HISTORY THEN AND NOW….Chris Bertram writes about the history books of his childhood today. They just don’t write ’em like that anymore.
STATE AND LOCAL TAXES….Reader Bill Nazzaro pointed me to this report from the Institute on Taxation and Economic Policy. As the chart below shows, state and local taxes, when taken as a whole, are highly regressive. Among the non-elderly, the poorest pay about 11% of their income in total state and local taxes while the rich pay about 7%. The report also has state-by-state breakdowns, so check it out to see how your state comes out.
The bottom line is that when people talk about how high earners pay the lion’s share of federal income taxes, you’re not getting the whole story. The whole story is this:
The rich pay the bulk of taxes because they have the bulk of the money.
Federal income tax is progressive, but this only barely makes up for the regressive nature of state and local taxes.
When you add up all the taxes people pay (state, local, and federal), the tax system is progressive, but not as much as you’d think.
Keep this in mind the next time some yammerhead like Steve Forbes starts nattering on about a flat tax. The end result of a flat federal income tax would be to make the entire tax system regressive. Not exactly the “fair” result that the flat taxers pretend to be in favor of.
UPDATE: Some stuff has been rearranged and edited to make it clearer. I hope.
RACE AND RACISM….I’ve mentioned on a couple of occasions that I have very little use for John Derbyshire ? even if he does write about mathematics sometimes ? but in a soul-wrenching, bend-over-backwards effort to be fair, I want to excerpt the full quote of his that’s been making the rounds of the blogosphere lately:
All American politicians are liars and hypocrites about race, from Democrats like Hillary Clinton posing as champions of the downtrodden black masses while buying a house in the whitest town they can find, to Republicans pretending not to know that (a) many millions of nonblack Americans seriously dislike black people, (b) well-nigh every one of those people votes Republican, and (c) without those votes no Republican would ever win any election above the county level.
So yes, his statement is an unusually honest conservative affirmation of the fact that racists mostly support Republicans these days, but there is a context to it.
By the way, in this piece he also elaborates on an earlier statement of his that “I do have some opinions that aren’t very respectable ? on race, for example…” Here is his explanation:
The principal non-respectable ingredients of my views about this topic are my convictions that race is (a) real, and (b) important. It is a measure of the height to which the waters of hypocrisy have risen that these beliefs are, by themselves, sufficient to put me beyond the pale of polite discourse. That applies even here in the world of conservative punditry, where the ruling dogmas are: There is no such thing as race! and Well, even if there is such a thing, it’s not the least bit important! If you contradict these dogmas, even ? I think we are now close to the point at which that “even” can be replaced by “especially” ? in a roomful of conservatives, everyone gets really, really uncomfortable.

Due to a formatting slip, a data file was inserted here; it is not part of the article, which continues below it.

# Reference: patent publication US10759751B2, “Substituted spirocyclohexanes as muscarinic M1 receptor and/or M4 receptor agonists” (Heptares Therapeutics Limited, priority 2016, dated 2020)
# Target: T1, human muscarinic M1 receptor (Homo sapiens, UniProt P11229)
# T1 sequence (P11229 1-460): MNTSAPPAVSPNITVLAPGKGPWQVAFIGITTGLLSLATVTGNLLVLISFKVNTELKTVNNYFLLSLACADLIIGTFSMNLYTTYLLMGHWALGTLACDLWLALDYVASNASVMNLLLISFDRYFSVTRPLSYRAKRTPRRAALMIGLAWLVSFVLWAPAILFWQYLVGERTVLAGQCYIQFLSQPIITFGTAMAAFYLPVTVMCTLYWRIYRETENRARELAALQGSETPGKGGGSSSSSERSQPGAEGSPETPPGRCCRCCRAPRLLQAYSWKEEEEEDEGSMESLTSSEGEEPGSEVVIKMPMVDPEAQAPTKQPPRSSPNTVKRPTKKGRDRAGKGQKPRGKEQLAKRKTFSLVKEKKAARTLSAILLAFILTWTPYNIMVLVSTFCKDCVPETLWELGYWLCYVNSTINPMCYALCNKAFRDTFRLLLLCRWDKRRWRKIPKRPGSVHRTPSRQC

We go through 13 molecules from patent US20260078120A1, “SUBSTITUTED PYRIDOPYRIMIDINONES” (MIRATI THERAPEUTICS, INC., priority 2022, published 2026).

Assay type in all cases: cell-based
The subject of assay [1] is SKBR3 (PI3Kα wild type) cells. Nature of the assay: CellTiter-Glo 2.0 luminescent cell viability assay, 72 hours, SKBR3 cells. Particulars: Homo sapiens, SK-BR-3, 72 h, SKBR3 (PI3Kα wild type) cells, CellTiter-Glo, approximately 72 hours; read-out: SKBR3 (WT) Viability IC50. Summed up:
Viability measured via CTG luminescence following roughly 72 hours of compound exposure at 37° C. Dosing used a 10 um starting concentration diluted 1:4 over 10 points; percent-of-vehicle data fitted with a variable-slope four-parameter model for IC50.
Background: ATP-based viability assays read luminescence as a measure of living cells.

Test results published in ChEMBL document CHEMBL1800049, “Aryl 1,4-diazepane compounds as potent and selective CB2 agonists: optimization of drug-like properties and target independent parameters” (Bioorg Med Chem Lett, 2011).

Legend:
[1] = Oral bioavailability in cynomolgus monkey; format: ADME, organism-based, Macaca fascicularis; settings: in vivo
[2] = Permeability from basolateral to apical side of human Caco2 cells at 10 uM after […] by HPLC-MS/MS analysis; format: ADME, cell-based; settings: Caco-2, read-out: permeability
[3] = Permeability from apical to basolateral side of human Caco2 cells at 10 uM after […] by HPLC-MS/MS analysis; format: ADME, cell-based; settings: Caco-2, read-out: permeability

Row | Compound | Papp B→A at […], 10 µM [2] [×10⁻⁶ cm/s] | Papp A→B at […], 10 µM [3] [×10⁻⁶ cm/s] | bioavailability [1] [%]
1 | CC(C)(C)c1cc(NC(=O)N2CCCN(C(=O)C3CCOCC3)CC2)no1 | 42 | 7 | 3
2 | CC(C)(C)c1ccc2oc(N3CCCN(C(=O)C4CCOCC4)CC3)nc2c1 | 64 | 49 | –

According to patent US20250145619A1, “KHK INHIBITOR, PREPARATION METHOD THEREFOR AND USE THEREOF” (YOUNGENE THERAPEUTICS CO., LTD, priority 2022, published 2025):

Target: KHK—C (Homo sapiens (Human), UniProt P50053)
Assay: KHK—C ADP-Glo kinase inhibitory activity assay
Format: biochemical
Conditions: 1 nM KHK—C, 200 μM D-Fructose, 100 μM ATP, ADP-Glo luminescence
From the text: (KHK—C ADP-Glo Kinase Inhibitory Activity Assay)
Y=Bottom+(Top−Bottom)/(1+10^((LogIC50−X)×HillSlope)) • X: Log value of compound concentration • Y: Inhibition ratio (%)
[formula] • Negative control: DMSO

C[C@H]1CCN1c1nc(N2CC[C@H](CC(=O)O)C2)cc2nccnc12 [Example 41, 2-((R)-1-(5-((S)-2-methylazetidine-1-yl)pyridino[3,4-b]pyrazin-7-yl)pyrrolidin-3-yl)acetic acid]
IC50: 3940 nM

If anything, this surprises me more than the first statement. The idea that race is “socially constructed” and has no intrinsic meaning is something I associate with academic lefties, not with very many people from the real world. I’m rather surprised to hear that this contention is more widespread than I thought, even among conservatives.
I agree with Derbyshire here: race is real and it is important. It’s physically real for blacks because it’s the result of the all too physically real slave trade that brought them here over the course of two centuries and then caused the bloodiest war in American history. If that isn’t real, I don’t know what is.
Many conservatives (and even some liberals) like to claim that we should not have programs aimed at helping African-Americans. Rather, we should have programs aimed at helping anyone who’s poor and disadvantaged. Although there’s some justification for this, it turns out that being a poor black is not the same thing as being a poor white. One of these days I’ll work up the courage to write a piece about exactly what the difference is. But not today.
UPDATE: Kieran Healy points out that “socially constructed” doesn’t mean something isn’t real. Quite the contrary, and we all deal with socially constructed realities every day. Point taken, but in fact I don’t believe that race is socially constructed, at least not entirely. Like so many things, it’s a combination of social reality with a tangible, physical reality. More later.
SOUNDBITE MARKETING….Jay Caruso thinks it’s the Democrats who are better at phrasemaking, not the Republicans. Ah, if only it were so, Jay….